A significant majority of Americans, polls repeatedly tell us, list terrorism as one of their greatest fears. Like most of our media-inspired interests and worries, however, this one has little basis in reality. [â€¦]
As the data clearly shows, the things that genuinely threaten us are the ones we are most likely to ignore or simply accept. (We’re statistically far more likely to be killed by a lightning strike than by an action of Al Qaeda, for example.) The ones that we’re scared witless of â€“ and spend trillions of increasingly scarce dollars to avert in our boundless paranoia â€“ are less likely to harm us than a bag of peanuts. (Deaths in America due to peanut allergies average 50 â€“ 100 per year. Deaths of Americans due to terrorist activities [â€¦] have averaged less than 15 per year since 2002.)
I find that predicting the course of our lives is like predicting the weather. You might be able to predict your future in the short term, but the longer you look ahead, the less likely you are to be correct.
I don’t think complex situations like [the current financial crisis] can be predicted. There are too many uncontrollable or unmeasurable factors. Afterwards, of course, it will appear that some people had gotten it just right: since there are many people making many predictions, no doubt some of them will get it right, if only by chance. But that doesn’t mean that, if not for some unforeseen random turn, things wouldn’t have gone the other way.Â [â€¦]
As someone who has taken risks in life I find it a comfort to know that even a coin weighted toward failure will sometimes land on success. Or, as I.B.M. pioneer Thomas Watson said, “If you want to succeed, double your failure rate.”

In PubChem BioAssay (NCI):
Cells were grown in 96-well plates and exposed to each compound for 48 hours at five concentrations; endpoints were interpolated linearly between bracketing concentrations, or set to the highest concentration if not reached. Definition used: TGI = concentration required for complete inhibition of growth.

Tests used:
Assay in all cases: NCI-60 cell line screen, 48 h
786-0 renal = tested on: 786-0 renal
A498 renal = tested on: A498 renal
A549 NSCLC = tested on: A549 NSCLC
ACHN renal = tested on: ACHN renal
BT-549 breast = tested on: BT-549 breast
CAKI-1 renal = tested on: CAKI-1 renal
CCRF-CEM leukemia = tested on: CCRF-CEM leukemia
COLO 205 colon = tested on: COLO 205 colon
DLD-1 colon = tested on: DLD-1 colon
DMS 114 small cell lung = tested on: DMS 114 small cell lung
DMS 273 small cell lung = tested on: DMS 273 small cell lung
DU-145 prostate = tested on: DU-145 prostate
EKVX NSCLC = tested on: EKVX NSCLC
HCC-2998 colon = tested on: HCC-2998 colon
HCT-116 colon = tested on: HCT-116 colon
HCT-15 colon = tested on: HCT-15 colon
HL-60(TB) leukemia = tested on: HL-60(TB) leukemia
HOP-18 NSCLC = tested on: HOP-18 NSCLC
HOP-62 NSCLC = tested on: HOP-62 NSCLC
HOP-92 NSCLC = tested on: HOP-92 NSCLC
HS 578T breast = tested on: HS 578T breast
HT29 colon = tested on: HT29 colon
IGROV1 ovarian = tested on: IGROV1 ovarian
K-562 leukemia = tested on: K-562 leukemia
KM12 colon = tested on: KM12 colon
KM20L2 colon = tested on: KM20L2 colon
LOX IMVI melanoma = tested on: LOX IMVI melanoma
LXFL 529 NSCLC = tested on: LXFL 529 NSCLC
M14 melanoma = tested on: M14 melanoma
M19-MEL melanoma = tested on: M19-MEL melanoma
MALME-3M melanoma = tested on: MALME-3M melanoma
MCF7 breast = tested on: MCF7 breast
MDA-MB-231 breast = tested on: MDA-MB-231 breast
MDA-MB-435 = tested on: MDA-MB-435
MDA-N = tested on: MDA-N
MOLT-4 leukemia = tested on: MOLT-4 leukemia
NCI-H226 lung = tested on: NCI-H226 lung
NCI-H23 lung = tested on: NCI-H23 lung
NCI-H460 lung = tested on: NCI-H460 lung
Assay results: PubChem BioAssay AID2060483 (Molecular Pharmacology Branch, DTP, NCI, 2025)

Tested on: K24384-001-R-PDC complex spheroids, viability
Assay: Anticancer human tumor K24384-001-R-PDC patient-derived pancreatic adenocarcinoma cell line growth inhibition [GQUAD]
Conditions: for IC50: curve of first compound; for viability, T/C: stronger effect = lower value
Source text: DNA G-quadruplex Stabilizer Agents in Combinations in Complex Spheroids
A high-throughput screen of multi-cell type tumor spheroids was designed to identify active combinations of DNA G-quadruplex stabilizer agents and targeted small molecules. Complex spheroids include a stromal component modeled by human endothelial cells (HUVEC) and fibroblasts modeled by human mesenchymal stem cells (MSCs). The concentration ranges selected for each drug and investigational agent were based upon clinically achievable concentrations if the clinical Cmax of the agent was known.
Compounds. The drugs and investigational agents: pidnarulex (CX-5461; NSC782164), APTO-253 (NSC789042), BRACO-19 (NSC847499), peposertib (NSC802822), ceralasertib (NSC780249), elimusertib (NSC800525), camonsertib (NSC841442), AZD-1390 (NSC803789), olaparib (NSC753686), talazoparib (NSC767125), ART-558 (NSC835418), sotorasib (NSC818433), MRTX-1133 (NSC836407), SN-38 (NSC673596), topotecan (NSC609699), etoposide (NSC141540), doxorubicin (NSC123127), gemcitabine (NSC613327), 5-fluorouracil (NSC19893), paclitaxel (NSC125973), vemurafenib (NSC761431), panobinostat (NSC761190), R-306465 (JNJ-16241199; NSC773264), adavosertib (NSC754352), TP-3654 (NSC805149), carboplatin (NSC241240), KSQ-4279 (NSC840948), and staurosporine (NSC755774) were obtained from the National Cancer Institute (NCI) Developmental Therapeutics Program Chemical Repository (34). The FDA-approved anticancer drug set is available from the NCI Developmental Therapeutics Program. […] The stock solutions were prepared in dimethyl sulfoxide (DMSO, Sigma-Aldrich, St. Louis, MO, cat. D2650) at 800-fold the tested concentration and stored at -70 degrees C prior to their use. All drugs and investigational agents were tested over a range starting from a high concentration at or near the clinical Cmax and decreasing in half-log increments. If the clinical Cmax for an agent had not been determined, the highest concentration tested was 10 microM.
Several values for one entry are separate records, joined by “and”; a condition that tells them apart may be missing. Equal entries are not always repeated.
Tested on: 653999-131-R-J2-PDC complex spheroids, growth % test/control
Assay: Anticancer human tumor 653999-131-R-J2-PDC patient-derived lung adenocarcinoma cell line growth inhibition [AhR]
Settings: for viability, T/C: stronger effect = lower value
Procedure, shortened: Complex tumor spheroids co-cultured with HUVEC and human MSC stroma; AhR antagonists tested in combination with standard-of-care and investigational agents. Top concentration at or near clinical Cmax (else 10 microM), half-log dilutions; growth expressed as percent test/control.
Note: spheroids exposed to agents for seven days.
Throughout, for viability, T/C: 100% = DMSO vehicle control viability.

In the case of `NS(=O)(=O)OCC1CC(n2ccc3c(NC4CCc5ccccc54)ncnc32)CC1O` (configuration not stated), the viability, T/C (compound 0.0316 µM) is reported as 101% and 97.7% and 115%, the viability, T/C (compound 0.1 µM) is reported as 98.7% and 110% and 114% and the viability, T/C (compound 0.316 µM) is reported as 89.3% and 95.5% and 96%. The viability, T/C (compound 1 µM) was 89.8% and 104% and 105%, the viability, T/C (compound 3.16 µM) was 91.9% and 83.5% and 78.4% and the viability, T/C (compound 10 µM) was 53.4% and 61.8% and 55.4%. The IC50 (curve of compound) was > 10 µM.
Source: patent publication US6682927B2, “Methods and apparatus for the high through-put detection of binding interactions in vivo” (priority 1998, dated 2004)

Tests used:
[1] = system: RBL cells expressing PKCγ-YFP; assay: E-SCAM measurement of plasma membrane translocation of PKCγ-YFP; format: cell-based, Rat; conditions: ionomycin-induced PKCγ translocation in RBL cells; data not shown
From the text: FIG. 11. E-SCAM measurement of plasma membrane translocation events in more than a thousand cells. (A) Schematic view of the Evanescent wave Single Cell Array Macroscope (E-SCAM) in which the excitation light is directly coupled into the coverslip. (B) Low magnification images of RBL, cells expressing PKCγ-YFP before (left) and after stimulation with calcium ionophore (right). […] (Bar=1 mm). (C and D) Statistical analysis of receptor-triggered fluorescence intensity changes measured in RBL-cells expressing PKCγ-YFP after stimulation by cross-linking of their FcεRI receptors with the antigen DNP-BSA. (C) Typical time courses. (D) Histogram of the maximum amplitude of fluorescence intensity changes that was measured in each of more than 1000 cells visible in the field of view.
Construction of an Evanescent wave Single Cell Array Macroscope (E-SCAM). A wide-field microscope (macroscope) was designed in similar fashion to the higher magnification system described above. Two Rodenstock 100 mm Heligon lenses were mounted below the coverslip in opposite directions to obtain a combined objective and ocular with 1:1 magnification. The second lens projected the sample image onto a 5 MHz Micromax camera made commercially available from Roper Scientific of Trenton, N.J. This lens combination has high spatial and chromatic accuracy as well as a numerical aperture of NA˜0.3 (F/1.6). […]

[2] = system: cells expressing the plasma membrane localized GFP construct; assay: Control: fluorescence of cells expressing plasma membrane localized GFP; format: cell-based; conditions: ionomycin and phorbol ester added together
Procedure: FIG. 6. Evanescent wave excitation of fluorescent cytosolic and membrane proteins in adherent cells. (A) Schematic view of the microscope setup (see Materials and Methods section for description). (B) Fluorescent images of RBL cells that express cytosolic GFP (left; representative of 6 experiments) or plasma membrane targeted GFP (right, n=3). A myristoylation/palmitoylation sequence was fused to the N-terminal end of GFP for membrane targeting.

To answer this, Richard WisemanÂ offers this common thoughtÂ experiment fromÂ Bruce Hoodâ€™s new book,Â Supersense:
Imagine that you only have two objects in your house:
1) A Â£10 watch that was given to you by your partner and therefore has sentimental value.
2) Another watch thatâ€™s worth Â£1000 but has no sentimental value.
Your house catches fire, and you only have time to save one watch. [â€¦] Which watch you would save?
If you think that the Â£10 is somehow imbued with the essence of your partner then you are being superstitious. Of course, you might argue that it simply reminds you of the good times the two of you have had together. Fair enough, but how would you feel if I replaced it with a watch that wasÂ absolutelyÂ identical (same scratches, markings, etc)? This replacement watch would have exactly the same memory-inducing properties, but most people reject the idea, saying they want THEIR watch. Again, this is irrational.
Of course, this assumes that sentimentality (while irrational) == superstition.
Shouldn’t you get more rationality credit if you spend more time studying common biases, statistical techniques, and the like?Â Well this would be good evidence of your rationalityÂ ifÂ you were in fact prettyÂ rational about your rationality, i.e., if you knew that when you read or discussed such issues your mind would then systematically, broadly, and reasonably incorporate those insights into you reasoning processes.
But what if your mind is far from rational?Â What if your mind is likely to just go through the motions of studying rationality to allow itself to smugly believe it is more accurate, or to bond you more closely to your social allies?